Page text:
On the 100th Anniversary of our National Park system, we offer you the smallest and least known

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GUTHRIE, OKLAHOMA -- This National Park is a hard place to visit but not because of its remote location.

So just to be sure, we got a guide.

"I'm not an official park ranger," says Stacey Frazier. "I'm the 'duly designated' park ranger."

Frazier might not pull down a federal paycheck but maybe she should considering she is the person everyone turns to with questions about what she claims is the United States smallest National Park.

"Let's take a hike," says a first time park visitor.

"Okay," says Frazier gamely.

"Um," she points, "That's the northwest corner and that's the southwest corner. And that's the park."

It's 100 square feet, located behind the Guthrie Post Office, and its story goes back to the original Land Office that occupied this spot in the Land Run of 1889.

Town fathers eventually wanted a nice little memorial to help tell the Land Run story.

In 1907 they had the city clerk draw up a document that set aside a chunk of land for something suitable.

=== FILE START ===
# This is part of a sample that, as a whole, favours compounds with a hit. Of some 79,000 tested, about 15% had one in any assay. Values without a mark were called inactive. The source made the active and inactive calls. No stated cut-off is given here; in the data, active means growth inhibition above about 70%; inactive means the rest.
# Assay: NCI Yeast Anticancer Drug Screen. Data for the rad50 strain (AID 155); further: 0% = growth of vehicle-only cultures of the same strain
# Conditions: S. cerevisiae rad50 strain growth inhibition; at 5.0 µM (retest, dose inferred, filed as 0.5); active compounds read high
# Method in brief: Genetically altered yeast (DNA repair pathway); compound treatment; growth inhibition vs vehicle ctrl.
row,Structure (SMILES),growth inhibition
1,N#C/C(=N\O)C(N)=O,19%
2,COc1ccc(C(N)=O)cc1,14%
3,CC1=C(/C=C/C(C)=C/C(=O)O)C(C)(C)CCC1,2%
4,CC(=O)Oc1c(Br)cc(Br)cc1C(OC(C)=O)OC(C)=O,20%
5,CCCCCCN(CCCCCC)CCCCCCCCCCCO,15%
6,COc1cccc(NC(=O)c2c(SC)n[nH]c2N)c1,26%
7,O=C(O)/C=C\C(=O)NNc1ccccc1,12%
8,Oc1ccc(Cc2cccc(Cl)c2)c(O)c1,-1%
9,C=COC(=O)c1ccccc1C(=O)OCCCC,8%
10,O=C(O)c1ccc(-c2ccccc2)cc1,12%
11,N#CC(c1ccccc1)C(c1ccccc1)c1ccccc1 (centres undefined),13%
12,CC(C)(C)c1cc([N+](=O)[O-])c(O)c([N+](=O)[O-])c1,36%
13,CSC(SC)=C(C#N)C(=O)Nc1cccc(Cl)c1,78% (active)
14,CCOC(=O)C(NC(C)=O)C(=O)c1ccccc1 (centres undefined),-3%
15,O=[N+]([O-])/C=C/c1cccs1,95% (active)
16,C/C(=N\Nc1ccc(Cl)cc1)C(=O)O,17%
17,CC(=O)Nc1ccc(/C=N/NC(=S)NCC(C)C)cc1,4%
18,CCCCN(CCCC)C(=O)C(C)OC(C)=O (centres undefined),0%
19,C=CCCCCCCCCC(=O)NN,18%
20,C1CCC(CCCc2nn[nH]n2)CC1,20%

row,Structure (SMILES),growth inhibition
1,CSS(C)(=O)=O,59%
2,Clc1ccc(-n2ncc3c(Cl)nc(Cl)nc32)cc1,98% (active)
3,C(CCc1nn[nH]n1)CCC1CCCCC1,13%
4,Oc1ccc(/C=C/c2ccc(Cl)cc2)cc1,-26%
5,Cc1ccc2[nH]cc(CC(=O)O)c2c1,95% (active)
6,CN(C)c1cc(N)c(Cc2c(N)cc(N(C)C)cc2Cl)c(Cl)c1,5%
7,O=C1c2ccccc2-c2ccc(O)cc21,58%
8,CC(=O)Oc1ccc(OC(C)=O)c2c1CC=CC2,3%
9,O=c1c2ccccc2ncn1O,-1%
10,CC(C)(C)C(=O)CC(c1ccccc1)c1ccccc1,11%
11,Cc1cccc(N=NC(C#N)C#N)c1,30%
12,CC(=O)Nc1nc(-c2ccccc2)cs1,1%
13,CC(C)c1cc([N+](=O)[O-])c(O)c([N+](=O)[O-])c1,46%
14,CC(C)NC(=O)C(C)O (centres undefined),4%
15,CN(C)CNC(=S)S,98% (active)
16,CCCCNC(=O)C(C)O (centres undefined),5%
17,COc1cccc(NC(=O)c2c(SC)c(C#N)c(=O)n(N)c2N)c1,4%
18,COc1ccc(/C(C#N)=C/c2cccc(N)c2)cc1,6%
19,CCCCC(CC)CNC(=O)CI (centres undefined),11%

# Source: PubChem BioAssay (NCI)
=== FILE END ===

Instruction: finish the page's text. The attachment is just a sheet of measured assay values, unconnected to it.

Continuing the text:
"And we'd like it to be 100 foot square," says Frazier mimicking the original request, "Which is 100 feet deep by 100 feet wide."

Well that idea lost momentum when the state capital moved to Oklahoma City and about the time this elm tree began to provide decent shade.

The elm tree was still just a tree until the 1970's when all of downtown Guthrie became a huge historic district.

Then, Frazier explains, "What they found out was, the city clerk at the time, instead of writing, 'a parcel of land 100 foot square', apparently he wrote, 'a parcel of land 100 square feet'."

20 years later the historic district joined with federal jurisdiction and this little parcel gained new status.

"Because this was already an established historic marker, and because it was on federal property, it transferred directly to the control of the National Parks Department."

It doesn't get a lot of visitors, just enough for Stacey to put on her faux ranger uniform, and to patiently explain to anyone who will listen that Guthrie really does have its own National Park and that it's really easy to explore.

Stacey gives regular walking tours around downtown Guthrie for a program called Guthrie Ghost Walks.

Interest in Guthrie's tiny National Park usually peaks around 89er Days in April and around July 4th.

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